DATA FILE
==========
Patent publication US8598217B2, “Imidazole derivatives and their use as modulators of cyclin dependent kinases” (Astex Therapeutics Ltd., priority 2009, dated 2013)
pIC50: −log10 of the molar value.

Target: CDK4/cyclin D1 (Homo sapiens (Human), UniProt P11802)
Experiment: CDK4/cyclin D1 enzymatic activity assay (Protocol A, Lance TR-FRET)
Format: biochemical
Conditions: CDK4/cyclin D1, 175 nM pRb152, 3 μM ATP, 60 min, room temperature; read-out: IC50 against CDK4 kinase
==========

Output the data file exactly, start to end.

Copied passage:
Patent publication US8598217B2, “Imidazole derivatives and their use as modulators of cyclin dependent kinases” (Astex Therapeutics Ltd., priority 2009, dated 2013)
pIC50: −log10 of the molar value.

Target: CDK4/cyclin D1 (Homo sapiens (Human), UniProt P11802)
Experiment: CDK4/cyclin D1 enzymatic activity assay (Protocol A, Lance TR-FRET)
Format: biochemical
Conditions: CDK4/cyclin D1, 175 nM pRb152, 3 μM ATP, 60 min, room temperature; read-out: IC50 against CDK4 kinase